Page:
Yegads! No Coffee???

Perhaps the hardest thing for some patients is the need to temporarily give up coffee. I’ve seen patients give up vicodin, birth control pills, marijuana, and essential oils quicker than their daily java joy.  I can absolutely understand it, too. I love coffee. But it is an unavoidable part of the homeopath’s process.

Although I’ve met some homeopaths who do not worry about coffee or other known antidotes (steroids, marijuana, camphor) very much, many of us do take the more conservative path. In general, it’s best to be prepared to have your homeopath ask you to leave the java (and the camphor) aside until you’ve reached a solid plateau of good health. It doesn’t antidote everyone or every remedy, but for most homeopaths it isn’t worth the risk of complicated the case.

What Do They Need to Know THAT For?

Come to the interview ready for a lot of unusual questions. It will not be enough for us to just “name that disease.”

What is important when we look at a patient and what are we going to ask you? We will generally work along the following areas even though we all have different styles and personalities.

Interior function (most important):

Creativity, compassion, forgiveness, centeredness, relatedness, empathy, adaptability, consistency in relationships, integrity/honesty, and consistency between intention and behavior.

Exterior function:

This may not coincide exactly with interior function. However, I believe and have found that our pathologies normally express themselves poetically or holographically. You may recall the expression, “as above, so below.” It is true for us, as well. So we will ask you about situations that reveal your capacity for appropriate behavior (clothing, responsiveness to social cues), money management, job status, time management, socialization, housing.

Physiological function:

Parents’ medical history, personal medical history, current disease state (psoric, sycotic, syphilitic), diet (especially cravings and aversions), exercise, chronicity (how long the problem has persisted), periodicity (how often it occurs and whether there are specific cycles), and modalities (what makes it better or worse).

Spiritual function:

Rigidity, belief system, presence, judgment, fear.

The Art of the Interview

When I teach clinicians and medical personnel (Verbal First Aid, crisis protocols, and alternative healing principles, etc…), I always remind them that questions, no matter how clever or how technically astute, are no substitute for the therapeutic relationship. There is an art to homeopathy that is not “technical” and cannot be acquired solely by accumulating knowledge. I’ve met people who could recite remedies and their exact properties by memory, but could not see a patient in his totality and could not, therefore, come up with the right remedy.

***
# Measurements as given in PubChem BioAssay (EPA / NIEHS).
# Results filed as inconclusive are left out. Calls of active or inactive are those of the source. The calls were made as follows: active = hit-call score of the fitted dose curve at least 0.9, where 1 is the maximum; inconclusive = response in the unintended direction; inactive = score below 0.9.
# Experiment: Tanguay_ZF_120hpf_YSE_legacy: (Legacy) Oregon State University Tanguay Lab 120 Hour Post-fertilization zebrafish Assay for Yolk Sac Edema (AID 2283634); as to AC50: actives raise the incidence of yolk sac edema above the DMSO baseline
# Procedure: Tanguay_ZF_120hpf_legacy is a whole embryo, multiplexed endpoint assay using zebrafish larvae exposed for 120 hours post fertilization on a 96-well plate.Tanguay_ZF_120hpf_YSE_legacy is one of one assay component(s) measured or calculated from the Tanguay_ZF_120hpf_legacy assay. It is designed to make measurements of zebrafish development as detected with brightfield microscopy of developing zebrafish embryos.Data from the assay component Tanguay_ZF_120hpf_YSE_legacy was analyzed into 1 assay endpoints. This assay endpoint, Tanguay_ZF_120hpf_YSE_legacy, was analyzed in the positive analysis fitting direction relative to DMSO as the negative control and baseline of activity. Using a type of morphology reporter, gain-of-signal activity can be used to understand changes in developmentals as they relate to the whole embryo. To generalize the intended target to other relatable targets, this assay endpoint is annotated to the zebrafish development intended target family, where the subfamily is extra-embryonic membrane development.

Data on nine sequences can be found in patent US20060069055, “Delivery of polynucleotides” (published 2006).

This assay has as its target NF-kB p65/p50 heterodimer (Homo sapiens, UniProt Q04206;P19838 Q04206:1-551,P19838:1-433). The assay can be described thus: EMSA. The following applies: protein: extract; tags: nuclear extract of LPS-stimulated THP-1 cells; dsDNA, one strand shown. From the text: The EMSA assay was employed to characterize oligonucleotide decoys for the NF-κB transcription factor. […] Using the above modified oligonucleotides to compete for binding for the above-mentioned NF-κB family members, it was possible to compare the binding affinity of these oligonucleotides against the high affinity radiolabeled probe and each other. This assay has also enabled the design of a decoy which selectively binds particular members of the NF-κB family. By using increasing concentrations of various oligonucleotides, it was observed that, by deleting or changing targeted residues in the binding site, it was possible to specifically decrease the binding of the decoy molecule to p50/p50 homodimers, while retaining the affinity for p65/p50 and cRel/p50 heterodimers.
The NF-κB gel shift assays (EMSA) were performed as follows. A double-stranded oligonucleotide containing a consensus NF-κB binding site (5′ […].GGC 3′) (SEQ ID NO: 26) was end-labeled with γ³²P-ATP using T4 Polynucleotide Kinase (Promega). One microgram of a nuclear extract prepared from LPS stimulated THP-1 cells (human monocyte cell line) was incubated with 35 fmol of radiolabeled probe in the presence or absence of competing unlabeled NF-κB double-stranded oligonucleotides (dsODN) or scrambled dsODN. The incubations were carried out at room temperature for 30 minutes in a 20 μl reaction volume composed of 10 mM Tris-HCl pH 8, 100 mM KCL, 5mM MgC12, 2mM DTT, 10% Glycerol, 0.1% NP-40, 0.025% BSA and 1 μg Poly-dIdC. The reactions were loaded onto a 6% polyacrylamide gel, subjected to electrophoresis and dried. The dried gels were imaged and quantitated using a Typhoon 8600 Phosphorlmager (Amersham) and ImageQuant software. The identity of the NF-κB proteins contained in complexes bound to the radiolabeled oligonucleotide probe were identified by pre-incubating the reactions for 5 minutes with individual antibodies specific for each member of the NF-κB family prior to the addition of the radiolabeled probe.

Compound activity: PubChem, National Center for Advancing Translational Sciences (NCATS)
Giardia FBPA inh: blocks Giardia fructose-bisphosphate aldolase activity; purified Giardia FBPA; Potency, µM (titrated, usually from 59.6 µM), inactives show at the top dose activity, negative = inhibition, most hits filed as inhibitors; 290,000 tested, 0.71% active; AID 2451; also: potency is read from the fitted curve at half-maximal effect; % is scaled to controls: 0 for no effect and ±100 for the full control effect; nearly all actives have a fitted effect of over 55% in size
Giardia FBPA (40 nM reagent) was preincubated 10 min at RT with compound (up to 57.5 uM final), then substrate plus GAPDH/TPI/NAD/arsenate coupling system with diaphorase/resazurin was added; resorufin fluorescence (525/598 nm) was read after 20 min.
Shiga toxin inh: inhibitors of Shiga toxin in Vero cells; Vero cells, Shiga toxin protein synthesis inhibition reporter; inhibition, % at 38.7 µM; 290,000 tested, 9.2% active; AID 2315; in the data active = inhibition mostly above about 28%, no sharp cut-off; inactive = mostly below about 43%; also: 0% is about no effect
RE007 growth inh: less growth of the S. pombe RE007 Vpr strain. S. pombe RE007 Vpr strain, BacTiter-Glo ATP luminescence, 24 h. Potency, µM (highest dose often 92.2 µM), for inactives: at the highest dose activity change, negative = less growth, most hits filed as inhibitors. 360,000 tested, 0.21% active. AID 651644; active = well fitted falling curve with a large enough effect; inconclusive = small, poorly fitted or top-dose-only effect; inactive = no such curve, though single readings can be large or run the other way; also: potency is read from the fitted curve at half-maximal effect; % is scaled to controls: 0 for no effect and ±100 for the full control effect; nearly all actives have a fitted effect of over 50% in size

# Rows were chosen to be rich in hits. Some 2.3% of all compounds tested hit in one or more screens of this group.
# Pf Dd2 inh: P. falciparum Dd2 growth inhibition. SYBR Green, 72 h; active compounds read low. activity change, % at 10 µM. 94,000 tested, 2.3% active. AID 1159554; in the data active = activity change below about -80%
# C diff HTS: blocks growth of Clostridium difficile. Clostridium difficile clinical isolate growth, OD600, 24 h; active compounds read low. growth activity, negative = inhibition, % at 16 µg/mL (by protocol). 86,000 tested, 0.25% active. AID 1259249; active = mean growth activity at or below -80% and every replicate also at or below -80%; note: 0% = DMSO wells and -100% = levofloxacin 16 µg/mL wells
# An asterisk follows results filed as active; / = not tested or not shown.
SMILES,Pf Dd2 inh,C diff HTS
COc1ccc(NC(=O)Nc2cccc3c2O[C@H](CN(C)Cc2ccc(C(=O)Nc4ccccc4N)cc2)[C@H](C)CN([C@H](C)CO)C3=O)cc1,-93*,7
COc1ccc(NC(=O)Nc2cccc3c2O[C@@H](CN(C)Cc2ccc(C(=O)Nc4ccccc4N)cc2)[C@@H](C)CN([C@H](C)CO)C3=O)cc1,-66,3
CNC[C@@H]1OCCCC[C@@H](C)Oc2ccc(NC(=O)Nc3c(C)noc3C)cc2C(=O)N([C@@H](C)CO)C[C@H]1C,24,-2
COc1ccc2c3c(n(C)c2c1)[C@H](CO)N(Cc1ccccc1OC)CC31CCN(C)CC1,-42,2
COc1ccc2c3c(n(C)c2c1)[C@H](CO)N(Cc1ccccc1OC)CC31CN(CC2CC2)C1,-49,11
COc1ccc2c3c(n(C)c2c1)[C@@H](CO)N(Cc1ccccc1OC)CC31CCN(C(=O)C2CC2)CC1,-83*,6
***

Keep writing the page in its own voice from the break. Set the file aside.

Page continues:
Part of what makes a homeopathic interview successful is the synergy between you, the patient, and your homeopath. There must be a give and take, a relationship of trust, and an open dialogue. If you have questions, ask them. If you have fears, share them. The homeopath must observe and listen, but no one can see what you do not present.

If in fact there is as much art as science to a good case-taking, then you are as much a part of that creative process as your homeopath. Be as open and as honest as you can and you will reap the rewards in the health, vitality and freedom you have always longed for.



Zinc Zonks the Snuffles.

Once again, my colleague has sent out a notice worth posting. I’d like to add a note of my own for those who are using homeopathy: Zinc has also been found to suppress symptoms when the “cold” is an aggravation. Just a word of caution, not a contraindication of any kind to its use. If you have a question, check with your allopathic doctor or homeopath.

This colleague wrote:

The FTC and FDA have come down hard on the makers of zinc-based lozenges and other supplements over the years, hitting them with big-time fines over claims this mineral can beat the common cold.

Well, looks like apologies are in order… because a new analysis finds those claims were spot-on: Zinc can shorten the length of the cold, lessen the symptoms and severity, and even help you avoid getting sick in the first place.

Researchers from the Cochrane Collaboration looked at 13 clinical trials and two preventive studies published over the decades, and found solid evidence that zinc stops the cold virus from replicating.

When the virus can’t reproduce, you get better — and the Cochrane researchers say that, overall, zinc reduces cold duration by about a day.

But that benefit could be bigger — a lot bigger — if you take your zinc the moment the sniffles first hit: Some studies have shown it can slash cold duration almost in half.

The researchers also found that zinc supplements taken over five months slashed the odds of getting colds and reduced school absenteeism in children.

People who took zinc also used fewer antibiotics when they caught colds — but if your doc ever tries giving you or your children antibiotics for the common cold, politely decline… and then find a new doc, or at least a bag of zinc lozenges.

Listen, I’m no fan of the supermarket cold cures that have been fined and punished over the years.

They charge too much and you get too little — often with a sugary coating to boot.

But the question has to be asked: Now that it turns out zinc claims were based on science after all, will the feds refund all those fines and penalties?

Of course not.

File this one under “moral victory.”

Radiating Concern? Some Reassurance…